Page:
FRUITPORT TOWNSHIP, Mich. (WOOD) — Hundreds of people attended a meeting Wednesday to weigh in on a long-discussed casino and hotel south of Muskegon.
When discussed at a community hearing three years ago, a majority of people in the area supported building the casino. On Wednesday, the feedback was much the same.
“It would enhance the great progress we’ve made in areas such as downtown Muskegon as we work to transform Muskegon into a destination to play, work and live,” said one representative from the Muskegon County Convention and Visitors Bureau.
The Little River Band of Ottawa Indians wants to build the resort at the former site of the Great Lakes Downs racetrack, which is off Harvey Road south of the US-31/I-96 interchange in Fruitport Township. Tribe officials say it have 69,000 square feet of gaming space and would create more than 1,100 jobs.
Dale Nesbary, president of Muskegon Community College, said that students from several of the school’s programs, including graphic design and entrepreneurship, could greatly benefit from those jobs.
“We probably have 20 programs out there that fit exactly what they need right now, so that makes me very happy,” Nesbary told 24 Hour News 8.
The hearing at Fruitport Middle School was hosted by the federal Bureau of Indian Affairs. The public was invited to comment on the draft environmental impact statement for the project. Made public at the end of last month, the study looked at potential effects the casino would have on soil, traffic, cultural resources, public services and more.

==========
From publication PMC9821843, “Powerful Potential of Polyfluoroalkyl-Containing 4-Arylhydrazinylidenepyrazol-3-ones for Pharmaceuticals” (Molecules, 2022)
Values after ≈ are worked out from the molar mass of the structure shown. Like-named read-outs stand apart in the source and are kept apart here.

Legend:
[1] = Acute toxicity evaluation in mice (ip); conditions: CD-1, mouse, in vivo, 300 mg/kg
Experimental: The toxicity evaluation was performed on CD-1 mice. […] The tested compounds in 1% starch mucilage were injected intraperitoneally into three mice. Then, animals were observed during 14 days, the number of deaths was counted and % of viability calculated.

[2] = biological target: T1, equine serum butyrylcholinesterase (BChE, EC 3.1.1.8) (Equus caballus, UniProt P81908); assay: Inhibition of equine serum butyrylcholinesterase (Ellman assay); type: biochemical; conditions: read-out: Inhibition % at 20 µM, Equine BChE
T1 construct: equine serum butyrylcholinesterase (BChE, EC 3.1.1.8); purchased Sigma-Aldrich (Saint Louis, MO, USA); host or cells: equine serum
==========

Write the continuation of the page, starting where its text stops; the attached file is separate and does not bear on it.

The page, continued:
It also offered alternatives to the proposal by the tribe, mostly focusing on reducing the size of the project. One alternative did away with any gaming. Another would move the casino to Mason County.
“Personally, I’d like to see the project as it is proposed,” Nesbary said.
“It doesn’t often happen that a program comes along or an institution like this comes along that works so well with what we do as a college and vice versa,” he added.
An overwhelming majority of the more than 30 people who spoke favored the casino. Representatives from local school boards, elected officials, and many other agencies touted the benefits to the local economy and infrastructure.
“The tax revenue out of this project is going to benefit tremendously the county coffers, township coffers and also the local businesses,” Muskegon County Treasurer Tony Moulatsiotis said.
“This development will be good for the tribe, good for Muskegon County residents, and good for business in West Michigan,” one Fruitport school board official said.
It has taken years to get to the drafting of an environmental impact statement, but tribe leaders say they’ve been working behind the scenes all along to get the casino open. They’re excited to move forward.
“This was the big hump that we needed to get over,” Tribal Ogema Larry Romanelli said. “We’ve been waiting for three years. It’s not the end of the line, but it’s absolutely a major step.”
One local pastor said at the meeting that he fears the casino would fuel gambling addictions. He would like to see the tribe donate more of the proceeds to local mental health organizations.
There’s no timeline on when the final environmental impact statement will be done nor when the feds will make a decision on the proposal.
The public comment period is open until Jan. 7. Instructions on how to provide feedback can be found online.